Lisa listened to me and safeguarded me and she made me feel like I was something and not worthless. I think she is amazing and she is a role model. I know now that I was being selfish but my mental health was so low. I wouldn’t get out of bed, or do my hair or makeup. My Mam had to take the kids to school. I do still get down days but I am out of that way of thinking and now look forward to my days.

I love working in Savvy and when I started my course we had to do role play of welcoming clients and doing bookings, to me this is the best way to learn”.

Lisa provided further information of Natalie’s story:

“Natalie approached me because of the networking we do in the community. I saw something in Natalie and through community learners was able to safeguard her. She now volunteers 3 times a week and she supports other volunteers who come into the salon privately and she is well liked and a huge success. Natalie is now writing a business plan to open her own business but Natalie asked to volunteer because she wanted hands on experience and wanted to be ‘work ready’. Natalie in on the road to her own business but community learning has changed her life and they have helped me as a business grow.”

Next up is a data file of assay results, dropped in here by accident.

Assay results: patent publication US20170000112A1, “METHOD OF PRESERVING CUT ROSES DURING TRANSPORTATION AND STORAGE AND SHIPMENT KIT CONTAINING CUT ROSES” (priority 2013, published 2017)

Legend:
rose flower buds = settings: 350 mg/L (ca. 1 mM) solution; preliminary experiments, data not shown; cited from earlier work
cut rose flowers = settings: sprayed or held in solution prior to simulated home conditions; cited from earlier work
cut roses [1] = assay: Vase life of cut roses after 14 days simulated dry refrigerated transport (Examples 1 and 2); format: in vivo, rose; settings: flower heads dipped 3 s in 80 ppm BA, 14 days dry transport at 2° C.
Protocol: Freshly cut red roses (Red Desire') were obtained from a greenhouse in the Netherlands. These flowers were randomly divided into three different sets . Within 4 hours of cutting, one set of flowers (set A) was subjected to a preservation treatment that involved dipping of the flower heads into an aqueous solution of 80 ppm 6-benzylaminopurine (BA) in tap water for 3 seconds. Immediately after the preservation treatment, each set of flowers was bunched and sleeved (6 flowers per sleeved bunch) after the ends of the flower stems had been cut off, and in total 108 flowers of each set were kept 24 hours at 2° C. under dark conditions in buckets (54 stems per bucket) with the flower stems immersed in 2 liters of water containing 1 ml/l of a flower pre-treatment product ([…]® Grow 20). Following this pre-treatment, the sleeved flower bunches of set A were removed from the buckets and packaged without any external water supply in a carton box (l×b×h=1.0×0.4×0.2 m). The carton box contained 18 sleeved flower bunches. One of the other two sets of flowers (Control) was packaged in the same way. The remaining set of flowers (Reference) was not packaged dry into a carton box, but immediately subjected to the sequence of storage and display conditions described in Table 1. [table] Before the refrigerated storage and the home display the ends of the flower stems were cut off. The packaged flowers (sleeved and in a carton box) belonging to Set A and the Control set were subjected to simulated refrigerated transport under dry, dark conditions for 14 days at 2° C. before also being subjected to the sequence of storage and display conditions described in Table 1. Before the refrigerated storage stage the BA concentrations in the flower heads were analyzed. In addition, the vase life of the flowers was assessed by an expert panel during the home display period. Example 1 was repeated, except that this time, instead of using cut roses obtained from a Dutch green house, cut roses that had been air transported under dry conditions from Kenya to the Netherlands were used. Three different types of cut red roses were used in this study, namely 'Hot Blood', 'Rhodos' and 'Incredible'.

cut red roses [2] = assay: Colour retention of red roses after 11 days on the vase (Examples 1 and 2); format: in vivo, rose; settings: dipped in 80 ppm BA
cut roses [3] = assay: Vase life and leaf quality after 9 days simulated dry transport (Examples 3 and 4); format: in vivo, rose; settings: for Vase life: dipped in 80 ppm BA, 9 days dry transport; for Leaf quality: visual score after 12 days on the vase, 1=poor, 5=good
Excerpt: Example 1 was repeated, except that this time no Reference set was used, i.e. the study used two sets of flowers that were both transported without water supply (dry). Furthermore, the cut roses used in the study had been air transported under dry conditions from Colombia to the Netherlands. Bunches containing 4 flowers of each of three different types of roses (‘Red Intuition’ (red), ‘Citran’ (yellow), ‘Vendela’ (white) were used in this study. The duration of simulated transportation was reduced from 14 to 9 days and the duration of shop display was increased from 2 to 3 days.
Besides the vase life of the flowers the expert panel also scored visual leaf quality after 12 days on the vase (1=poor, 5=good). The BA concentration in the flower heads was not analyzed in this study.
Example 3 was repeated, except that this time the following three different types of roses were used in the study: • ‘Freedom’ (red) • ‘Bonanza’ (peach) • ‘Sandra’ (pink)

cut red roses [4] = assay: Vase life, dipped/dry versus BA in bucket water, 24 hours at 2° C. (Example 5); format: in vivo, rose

The panel thanked Lisa, Natalie and Joanne for their contributions and praised Lisa and Natalie for their determination and drive to get where they are today. The panel saw the true meaning of community learning through their stories.


Following the evidence provided, the Democratic Services officer outlined that they have heard evidence in relation to the terms of reference of the review. After discussion, the panel agreed that a short report would be established detailing what Middlesbrough Council is currently doing to help individuals gain work skills and employment. The report would drawn together the evidence provided over the past few meetings and conclude and recommend accordingly.


Agreed as follows:


1. That the information presented at the meeting be considered in the context of the scrutiny panel's investigation.

2. That a final report be developed and presented to the panel at a future meeting.




The Chair welcomed Marion Walker, Head of Stronger Communities and Rachel Beard, Community Safety Partnership and Neighbourhood Safety Team Manager to the meeting who provided an update regarding the Community Safety Partnership.